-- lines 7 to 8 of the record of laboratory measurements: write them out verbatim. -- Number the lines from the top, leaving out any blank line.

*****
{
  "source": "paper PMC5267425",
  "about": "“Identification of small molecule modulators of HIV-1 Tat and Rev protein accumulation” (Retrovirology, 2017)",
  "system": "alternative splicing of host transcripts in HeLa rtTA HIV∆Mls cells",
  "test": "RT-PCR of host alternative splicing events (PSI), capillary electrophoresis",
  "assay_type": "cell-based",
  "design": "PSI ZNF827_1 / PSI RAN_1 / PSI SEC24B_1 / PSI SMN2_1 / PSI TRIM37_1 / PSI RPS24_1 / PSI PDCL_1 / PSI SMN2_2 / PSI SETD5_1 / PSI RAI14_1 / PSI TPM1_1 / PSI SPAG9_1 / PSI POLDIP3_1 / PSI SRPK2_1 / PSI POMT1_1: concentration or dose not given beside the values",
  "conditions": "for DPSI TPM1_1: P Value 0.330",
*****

  "design": "PSI ZNF827_1 / PSI RAN_1 / PSI SEC24B_1 / PSI SMN2_1 / PSI TRIM37_1 / PSI RPS24_1 / PSI PDCL_1 / PSI SMN2_2 / PSI SETD5_1 / PSI RAI14_1 / PSI TPM1_1 / PSI SPAG9_1 / PSI POLDIP3_1 / PSI SRPK2_1 / PSI POMT1_1: concentration or dose not given beside the values",
  "conditions": "for DPSI TPM1_1: P Value 0.330",